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["The report finds that cost for [some] mandates are significantly higher than what the legislature initially expected. ... [It] also finds that local entities reviewed claimed cost....for activities that far exceed the Commission on State Mandate's intent." State Net (October 16, 2003) 2.]

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“Total State and Local Business Taxes: Fiscal 2003 Update.” By Robert Cline, and others. IN: State Tax Notes, vol. 30, no. 3 (October 20, 2003) pp. 205-210.

[“State and local taxes paid by business in fiscal 2003 totaled almost $400 billion, an increase of 5.3 percent from the level in fiscal 2002. The $400 billion figure is 43 percent of all state and local taxes collected in fiscal 2003…. Because business taxes are growing significantly faster than nonbusiness taxes, the share of total taxes paid by business has risen in recent years.”]

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New Analysis Confirms Failure of State Budget Deal: $16.5 Billion Deficit Greets Schwarzenegger. By Carl DeMaio, Reason Foundation and President of the Performance Institute (The Institute, Los Angeles, California) October 10, 2003. 1 p.

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["Analysis ... demonstrates that the state is still mired in a severe fiscal crisis and will likely face a $16.5 billion deficit. [The author's] analysis demonstrates how the current budget deal has in essence 'fallen apart' resulting in a much larger deficit than the $8 billion shortfall already projected by the non-partisan Legislative Analyst's Office. Moreover, the analysis provides a scary look into the nearly $20 billion in debt that has been accumulated in just 3 years of borrowing and raiding state special funds to mask the true size of the deficit."]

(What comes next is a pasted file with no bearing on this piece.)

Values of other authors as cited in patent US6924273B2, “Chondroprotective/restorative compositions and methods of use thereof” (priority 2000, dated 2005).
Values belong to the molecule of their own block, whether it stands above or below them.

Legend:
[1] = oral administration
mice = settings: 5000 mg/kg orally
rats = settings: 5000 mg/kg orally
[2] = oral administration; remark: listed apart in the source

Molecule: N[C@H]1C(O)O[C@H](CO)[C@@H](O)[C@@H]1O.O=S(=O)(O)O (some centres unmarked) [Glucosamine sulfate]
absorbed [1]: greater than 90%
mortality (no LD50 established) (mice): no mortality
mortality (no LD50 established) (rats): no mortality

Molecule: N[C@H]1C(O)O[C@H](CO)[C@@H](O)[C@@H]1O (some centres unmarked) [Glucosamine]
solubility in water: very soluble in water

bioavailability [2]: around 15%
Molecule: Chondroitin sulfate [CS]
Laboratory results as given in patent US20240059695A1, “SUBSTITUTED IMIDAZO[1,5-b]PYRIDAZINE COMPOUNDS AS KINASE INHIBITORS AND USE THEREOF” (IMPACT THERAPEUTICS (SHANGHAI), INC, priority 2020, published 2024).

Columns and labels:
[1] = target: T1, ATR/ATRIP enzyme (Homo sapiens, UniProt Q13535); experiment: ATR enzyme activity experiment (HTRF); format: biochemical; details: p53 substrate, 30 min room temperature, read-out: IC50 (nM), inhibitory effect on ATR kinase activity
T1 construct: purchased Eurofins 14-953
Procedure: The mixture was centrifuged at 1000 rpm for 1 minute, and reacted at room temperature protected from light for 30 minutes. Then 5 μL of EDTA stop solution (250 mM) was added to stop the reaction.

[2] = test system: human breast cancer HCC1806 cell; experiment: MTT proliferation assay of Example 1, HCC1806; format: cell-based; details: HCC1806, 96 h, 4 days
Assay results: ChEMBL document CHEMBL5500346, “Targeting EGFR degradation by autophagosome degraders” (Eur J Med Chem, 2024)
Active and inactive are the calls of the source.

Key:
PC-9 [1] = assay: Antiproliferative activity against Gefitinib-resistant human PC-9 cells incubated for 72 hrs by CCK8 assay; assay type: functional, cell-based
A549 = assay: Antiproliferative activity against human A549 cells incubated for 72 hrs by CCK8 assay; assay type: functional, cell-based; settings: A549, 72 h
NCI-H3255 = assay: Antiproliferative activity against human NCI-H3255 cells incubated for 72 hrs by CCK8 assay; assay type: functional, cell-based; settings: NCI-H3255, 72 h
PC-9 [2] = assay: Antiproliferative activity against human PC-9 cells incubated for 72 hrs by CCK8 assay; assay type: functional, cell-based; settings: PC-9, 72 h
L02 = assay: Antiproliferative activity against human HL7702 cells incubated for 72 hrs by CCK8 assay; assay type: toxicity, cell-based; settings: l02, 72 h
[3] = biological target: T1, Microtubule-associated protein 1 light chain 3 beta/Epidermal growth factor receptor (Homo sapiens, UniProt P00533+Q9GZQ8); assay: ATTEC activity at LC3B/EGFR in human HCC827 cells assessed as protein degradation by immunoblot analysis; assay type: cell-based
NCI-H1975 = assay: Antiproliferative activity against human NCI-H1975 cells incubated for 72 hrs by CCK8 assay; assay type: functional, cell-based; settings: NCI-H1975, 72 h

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California Spending Plan 2003-04: The Budget Act and Related Legislation. By the Office of the Legislative Analyst. (The Office, Sacramento, California) October 2003. 77 p.

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[“The Legislature was faced with addressing an enormous two-year General Fund budget shortfall in developing the state’s spending plan for 2003-04. We discuss the factors underlying this shortfall, describe the key actions taken to address it, and provide detail on the adopted budget package."]

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Susan Marie Weber v. Kevin Shelly, et al. U.S. Court of Appeals, Ninth Circuit. 02-56726. October 28, 2003. 10 p.

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["Paperless touch-screen voting got a clean bill of health from a federal appeals court. The lack of a paper printout that would let voters double-check their ballots is 'at most a hypothetical concern' that does not show the system is unreliable or especially fraud-prone....California 'made a reasonable, politically neutral and nondiscriminatory choice to certify touch-screen systems' that judges should not second-guess. The ruling validates a system now used by four counties - Alameda, Riverside, Plumas and Shasta - and soon to be adopted by others." San Francisco Chronicle (October 29, 2003) A19.]

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Risk Assessment Report: Diebold AccuVote-TS Voting System and Processes. By Science Application International Corp. Prepared for Office of Information Technology, Department of Budget and Management. (The Office, Annapolis, Maryland) September 2003. 40 p.

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["The new touch-screen voting machines San Diego County wants to use beginning next March have technological flaws that could compromise election results, but those problems can be fixed, according to a new study done for the State of Maryland.... The various various improvements recommended for the machines and for election procedures will reduce the risks." San Diego Union Tribune (September 26, 2003) B1.]